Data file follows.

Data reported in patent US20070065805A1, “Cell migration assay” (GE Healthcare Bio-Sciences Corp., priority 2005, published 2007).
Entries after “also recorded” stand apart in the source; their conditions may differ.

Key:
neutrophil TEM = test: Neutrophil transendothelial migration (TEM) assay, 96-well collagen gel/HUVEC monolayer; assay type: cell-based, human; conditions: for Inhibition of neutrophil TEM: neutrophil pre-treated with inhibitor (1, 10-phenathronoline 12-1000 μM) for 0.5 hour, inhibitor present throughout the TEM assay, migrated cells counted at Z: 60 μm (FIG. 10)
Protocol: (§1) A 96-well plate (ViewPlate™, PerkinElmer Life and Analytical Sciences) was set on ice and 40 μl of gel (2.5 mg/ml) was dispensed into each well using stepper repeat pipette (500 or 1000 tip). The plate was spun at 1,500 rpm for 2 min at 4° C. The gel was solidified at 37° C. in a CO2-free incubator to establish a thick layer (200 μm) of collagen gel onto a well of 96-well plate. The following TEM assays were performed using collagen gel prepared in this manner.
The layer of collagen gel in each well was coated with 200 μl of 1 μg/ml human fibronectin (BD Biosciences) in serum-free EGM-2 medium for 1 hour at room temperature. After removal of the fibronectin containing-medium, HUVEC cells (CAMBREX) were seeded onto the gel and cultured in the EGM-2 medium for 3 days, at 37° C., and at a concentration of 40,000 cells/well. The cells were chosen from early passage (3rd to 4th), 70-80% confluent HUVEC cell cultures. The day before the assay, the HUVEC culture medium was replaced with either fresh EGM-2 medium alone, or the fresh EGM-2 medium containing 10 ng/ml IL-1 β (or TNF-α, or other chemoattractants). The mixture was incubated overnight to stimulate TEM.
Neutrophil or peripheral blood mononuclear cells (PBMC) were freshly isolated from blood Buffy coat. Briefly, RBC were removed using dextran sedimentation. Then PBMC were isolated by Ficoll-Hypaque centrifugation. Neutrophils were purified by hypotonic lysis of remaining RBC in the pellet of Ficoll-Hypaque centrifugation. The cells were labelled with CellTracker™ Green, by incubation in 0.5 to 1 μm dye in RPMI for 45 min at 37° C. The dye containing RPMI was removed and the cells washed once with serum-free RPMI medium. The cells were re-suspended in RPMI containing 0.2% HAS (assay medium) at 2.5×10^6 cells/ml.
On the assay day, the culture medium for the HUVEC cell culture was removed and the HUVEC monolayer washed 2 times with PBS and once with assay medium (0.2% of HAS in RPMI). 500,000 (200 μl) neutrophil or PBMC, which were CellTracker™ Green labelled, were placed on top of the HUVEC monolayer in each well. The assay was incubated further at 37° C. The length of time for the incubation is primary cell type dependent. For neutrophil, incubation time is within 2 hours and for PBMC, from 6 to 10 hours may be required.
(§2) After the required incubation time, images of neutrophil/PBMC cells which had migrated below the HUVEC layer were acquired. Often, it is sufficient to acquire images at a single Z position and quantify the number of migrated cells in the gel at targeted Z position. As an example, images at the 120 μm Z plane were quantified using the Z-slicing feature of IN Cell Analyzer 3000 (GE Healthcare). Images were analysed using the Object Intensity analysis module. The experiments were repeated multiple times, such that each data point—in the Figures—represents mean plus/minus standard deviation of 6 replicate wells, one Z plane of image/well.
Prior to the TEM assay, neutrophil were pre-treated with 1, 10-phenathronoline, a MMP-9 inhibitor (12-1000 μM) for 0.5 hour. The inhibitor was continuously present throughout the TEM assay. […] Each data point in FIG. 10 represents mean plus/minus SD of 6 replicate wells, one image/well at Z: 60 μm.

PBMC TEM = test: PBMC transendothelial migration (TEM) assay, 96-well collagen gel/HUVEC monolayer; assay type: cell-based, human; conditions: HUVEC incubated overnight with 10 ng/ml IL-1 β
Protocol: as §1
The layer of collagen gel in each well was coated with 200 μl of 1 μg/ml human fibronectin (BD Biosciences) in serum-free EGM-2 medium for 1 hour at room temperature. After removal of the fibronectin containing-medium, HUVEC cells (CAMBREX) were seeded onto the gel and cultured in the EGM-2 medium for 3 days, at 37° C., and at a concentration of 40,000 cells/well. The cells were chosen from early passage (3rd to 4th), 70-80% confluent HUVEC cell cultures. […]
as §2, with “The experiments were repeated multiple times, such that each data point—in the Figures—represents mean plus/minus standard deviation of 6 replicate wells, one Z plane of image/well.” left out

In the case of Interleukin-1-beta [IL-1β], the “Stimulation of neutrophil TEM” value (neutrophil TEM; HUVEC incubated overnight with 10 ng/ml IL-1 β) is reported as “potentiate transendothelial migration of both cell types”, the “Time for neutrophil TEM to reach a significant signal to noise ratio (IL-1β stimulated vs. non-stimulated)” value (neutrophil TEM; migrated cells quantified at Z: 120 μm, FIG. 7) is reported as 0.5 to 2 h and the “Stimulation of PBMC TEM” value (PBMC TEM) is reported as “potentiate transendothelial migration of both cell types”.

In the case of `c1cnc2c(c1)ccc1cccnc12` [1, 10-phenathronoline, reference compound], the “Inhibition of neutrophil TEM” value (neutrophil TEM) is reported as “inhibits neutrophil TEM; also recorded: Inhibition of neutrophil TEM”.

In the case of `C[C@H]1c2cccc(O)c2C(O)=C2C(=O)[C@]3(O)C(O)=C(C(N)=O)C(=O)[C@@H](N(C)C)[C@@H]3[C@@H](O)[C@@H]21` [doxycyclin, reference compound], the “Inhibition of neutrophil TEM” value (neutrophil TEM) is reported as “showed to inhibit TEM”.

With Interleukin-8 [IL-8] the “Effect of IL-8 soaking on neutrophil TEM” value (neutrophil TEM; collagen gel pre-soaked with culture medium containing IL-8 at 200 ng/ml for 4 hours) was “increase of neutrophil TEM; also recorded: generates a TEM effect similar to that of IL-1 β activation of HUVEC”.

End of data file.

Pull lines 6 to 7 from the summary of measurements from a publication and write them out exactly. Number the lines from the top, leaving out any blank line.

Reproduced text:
The layer of collagen gel in each well was coated with 200 μl of 1 μg/ml human fibronectin (BD Biosciences) in serum-free EGM-2 medium for 1 hour at room temperature. After removal of the fibronectin containing-medium, HUVEC cells (CAMBREX) were seeded onto the gel and cultured in the EGM-2 medium for 3 days, at 37° C., and at a concentration of 40,000 cells/well. The cells were chosen from early passage (3rd to 4th), 70-80% confluent HUVEC cell cultures. The day before the assay, the HUVEC culture medium was replaced with either fresh EGM-2 medium alone, or the fresh EGM-2 medium containing 10 ng/ml IL-1 β (or TNF-α, or other chemoattractants). The mixture was incubated overnight to stimulate TEM.
Neutrophil or peripheral blood mononuclear cells (PBMC) were freshly isolated from blood Buffy coat. Briefly, RBC were removed using dextran sedimentation. Then PBMC were isolated by Ficoll-Hypaque centrifugation. Neutrophils were purified by hypotonic lysis of remaining RBC in the pellet of Ficoll-Hypaque centrifugation. The cells were labelled with CellTracker™ Green, by incubation in 0.5 to 1 μm dye in RPMI for 45 min at 37° C. The dye containing RPMI was removed and the cells washed once with serum-free RPMI medium. The cells were re-suspended in RPMI containing 0.2% HAS (assay medium) at 2.5×10^6 cells/ml.